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Flickr photo by Eugene Luchinin

I had been thinking a lot about clothing the naked, and how it impacts me as a human.

After Adam and Eve sinned and they were cast out of the Garden, we had to clothe ourselves, out of shame. We regard our bodies as shameful, for some reason.

Obviously we want to give clothes so people stay warm in the cold and cool in the heat. But people don’t deserve to wear old cast-offs full of holes and stains, as I mention here. Besides the examples I gave in a previous post, I wondered how I can do more, and is there a way to do more for this particular corporal act of mercy?

I have always wanted to volunteer at a pregnancy center. When I lived in Lewistown, I stumbled upon one that would help women carry their child to term by asking them to come in for video classes, where they can earn “points” or “bucks.” These would then be used in the retail store ran by the center, so the women can shop for necessities for the babies.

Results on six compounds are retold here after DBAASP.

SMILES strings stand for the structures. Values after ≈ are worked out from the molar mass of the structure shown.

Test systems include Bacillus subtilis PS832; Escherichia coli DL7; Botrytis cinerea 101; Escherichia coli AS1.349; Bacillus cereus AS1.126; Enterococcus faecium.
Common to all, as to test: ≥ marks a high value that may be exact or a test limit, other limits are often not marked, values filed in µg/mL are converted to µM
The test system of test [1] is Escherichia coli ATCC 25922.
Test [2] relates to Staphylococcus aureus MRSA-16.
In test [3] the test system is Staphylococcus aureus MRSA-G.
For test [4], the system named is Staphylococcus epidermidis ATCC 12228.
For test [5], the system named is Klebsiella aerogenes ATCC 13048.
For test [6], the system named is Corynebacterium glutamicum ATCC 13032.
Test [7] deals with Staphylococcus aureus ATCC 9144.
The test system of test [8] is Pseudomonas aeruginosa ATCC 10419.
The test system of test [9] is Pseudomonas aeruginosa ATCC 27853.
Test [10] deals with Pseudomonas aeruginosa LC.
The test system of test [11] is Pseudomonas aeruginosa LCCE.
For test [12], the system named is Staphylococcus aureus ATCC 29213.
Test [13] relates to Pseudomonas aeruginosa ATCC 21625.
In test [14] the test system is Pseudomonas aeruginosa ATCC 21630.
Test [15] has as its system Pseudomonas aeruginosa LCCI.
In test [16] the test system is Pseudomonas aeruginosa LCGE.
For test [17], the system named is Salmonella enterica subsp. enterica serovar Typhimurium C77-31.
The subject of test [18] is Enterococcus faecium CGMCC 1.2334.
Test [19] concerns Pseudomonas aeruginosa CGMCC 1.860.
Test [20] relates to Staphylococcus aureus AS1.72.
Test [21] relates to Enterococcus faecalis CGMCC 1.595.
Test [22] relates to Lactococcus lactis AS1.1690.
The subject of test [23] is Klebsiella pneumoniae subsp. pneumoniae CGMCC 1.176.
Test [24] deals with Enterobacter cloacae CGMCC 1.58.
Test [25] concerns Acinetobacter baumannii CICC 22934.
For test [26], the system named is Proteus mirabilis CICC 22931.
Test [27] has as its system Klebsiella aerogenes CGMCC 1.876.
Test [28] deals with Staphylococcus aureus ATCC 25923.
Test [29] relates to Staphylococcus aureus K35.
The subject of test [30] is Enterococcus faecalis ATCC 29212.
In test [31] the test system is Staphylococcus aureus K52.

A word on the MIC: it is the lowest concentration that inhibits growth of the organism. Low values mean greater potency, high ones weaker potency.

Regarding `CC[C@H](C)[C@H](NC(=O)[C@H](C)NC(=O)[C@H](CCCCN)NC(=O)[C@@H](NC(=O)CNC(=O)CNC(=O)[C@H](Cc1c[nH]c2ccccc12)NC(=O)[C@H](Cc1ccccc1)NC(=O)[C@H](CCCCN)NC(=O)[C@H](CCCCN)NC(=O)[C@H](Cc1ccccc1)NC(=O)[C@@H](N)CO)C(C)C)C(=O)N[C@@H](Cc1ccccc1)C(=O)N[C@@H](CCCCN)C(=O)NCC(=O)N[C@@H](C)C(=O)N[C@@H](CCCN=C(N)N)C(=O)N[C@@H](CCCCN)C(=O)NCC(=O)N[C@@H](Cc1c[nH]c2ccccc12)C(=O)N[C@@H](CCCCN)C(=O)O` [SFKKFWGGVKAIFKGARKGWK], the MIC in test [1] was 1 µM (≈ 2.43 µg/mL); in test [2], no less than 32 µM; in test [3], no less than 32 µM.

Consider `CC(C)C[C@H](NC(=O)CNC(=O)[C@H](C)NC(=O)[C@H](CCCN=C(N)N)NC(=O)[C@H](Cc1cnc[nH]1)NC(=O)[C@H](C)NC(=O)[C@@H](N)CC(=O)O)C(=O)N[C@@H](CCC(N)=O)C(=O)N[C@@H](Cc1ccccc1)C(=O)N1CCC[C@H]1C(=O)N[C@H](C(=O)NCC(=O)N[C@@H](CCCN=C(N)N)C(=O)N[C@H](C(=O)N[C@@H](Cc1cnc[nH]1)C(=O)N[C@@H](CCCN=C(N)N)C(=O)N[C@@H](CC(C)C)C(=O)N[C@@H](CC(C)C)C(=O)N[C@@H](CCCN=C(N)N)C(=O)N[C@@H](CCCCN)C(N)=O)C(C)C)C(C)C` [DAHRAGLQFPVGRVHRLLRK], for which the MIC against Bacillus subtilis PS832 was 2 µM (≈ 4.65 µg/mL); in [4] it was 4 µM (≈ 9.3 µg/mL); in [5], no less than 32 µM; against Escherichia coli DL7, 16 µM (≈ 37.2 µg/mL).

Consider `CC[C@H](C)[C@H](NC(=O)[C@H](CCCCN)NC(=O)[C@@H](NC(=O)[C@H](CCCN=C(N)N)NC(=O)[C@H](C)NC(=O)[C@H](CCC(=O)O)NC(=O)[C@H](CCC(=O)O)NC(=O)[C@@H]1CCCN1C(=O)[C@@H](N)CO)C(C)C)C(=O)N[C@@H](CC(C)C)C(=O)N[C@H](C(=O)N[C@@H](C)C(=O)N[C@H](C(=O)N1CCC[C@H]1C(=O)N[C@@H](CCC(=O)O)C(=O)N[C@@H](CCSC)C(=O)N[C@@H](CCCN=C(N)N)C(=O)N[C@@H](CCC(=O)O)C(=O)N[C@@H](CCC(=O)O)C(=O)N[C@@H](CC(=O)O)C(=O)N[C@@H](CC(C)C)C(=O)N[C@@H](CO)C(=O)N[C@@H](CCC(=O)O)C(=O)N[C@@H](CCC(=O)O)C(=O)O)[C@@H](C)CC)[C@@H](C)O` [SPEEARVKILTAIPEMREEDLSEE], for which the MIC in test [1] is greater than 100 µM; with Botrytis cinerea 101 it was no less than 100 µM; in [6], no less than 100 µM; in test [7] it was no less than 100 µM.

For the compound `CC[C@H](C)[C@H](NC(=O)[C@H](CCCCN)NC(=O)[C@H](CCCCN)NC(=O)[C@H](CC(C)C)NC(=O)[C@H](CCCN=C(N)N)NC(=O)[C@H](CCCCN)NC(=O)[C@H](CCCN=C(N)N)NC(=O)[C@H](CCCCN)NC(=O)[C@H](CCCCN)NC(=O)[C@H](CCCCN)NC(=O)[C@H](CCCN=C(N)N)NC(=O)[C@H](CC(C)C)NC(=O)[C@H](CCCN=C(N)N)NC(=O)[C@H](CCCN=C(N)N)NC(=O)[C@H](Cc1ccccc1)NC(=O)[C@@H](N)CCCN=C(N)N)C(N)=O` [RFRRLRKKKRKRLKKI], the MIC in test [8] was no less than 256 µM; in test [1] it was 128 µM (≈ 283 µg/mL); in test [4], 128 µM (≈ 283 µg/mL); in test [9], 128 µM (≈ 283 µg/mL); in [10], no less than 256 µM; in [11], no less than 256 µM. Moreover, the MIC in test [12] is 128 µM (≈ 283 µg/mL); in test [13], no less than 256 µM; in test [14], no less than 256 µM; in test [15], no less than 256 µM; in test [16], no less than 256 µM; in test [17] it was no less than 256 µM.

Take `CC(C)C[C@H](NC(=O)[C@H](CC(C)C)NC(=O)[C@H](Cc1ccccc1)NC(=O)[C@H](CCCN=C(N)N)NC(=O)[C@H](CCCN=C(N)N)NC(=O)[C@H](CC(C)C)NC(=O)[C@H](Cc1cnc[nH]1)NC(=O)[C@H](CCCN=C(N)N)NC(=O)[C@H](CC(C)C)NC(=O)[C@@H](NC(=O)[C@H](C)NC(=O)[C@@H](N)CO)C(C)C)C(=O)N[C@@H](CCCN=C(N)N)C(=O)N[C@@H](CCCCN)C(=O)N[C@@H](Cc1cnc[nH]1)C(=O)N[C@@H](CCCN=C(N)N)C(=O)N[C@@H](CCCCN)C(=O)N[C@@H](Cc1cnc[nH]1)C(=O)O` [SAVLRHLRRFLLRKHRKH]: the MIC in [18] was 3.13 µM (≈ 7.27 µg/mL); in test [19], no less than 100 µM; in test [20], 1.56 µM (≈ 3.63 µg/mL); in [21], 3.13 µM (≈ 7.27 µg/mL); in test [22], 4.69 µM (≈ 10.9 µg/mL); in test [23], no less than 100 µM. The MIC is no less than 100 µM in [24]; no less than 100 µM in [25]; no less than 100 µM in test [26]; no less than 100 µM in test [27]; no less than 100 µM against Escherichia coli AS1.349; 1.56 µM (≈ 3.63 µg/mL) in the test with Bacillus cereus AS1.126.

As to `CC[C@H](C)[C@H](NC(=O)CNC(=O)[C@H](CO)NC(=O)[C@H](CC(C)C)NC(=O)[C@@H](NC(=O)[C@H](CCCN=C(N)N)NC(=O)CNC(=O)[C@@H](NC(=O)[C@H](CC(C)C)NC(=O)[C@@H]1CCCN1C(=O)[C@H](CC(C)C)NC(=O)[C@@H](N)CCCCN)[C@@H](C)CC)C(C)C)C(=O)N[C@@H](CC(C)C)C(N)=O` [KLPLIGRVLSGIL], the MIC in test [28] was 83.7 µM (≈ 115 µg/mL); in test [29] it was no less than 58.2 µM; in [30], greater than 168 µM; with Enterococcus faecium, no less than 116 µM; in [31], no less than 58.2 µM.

Well, lucky for me, we have a similar place where I live now, called Human Life Services. I love how the organization empowers women to take care of their children (or give them up for adoption) while working within their current life, whether that is a job, school or other issues.

This had me thinking: We are all born naked. We come into this world without anything covering our bodies that God created. And, because of our sin, we must clothe ourselves in this world.

So, why not help these women and families clothe their children, not just with physical clothes but with the clothes of salvation through Jesus Christ?

This is just another way you can help clothe the naked. Encourage and support women in your community who have no resources or help in the face of pregnancy. Every life is precious, but that includes the one of the mother. We can’t simply stop at “don’t abort.” We must support, as well.